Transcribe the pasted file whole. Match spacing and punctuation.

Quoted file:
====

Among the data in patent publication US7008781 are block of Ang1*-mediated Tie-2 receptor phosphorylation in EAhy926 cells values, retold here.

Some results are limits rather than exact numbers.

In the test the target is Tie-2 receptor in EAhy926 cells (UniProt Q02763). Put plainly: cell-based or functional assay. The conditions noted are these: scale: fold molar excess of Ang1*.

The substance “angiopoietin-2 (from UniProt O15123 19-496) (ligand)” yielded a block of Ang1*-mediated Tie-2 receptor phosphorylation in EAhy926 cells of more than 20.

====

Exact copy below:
Among the data in patent publication US7008781 are block of Ang1*-mediated Tie-2 receptor phosphorylation in EAhy926 cells values, retold here.

Some results are limits rather than exact numbers.

In the test the target is Tie-2 receptor in EAhy926 cells (UniProt Q02763). Put plainly: cell-based or functional assay. The conditions noted are these: scale: fold molar excess of Ang1*.

The substance “angiopoietin-2 (from UniProt O15123 19-496) (ligand)” yielded a block of Ang1*-mediated Tie-2 receptor phosphorylation in EAhy926 cells of more than 20.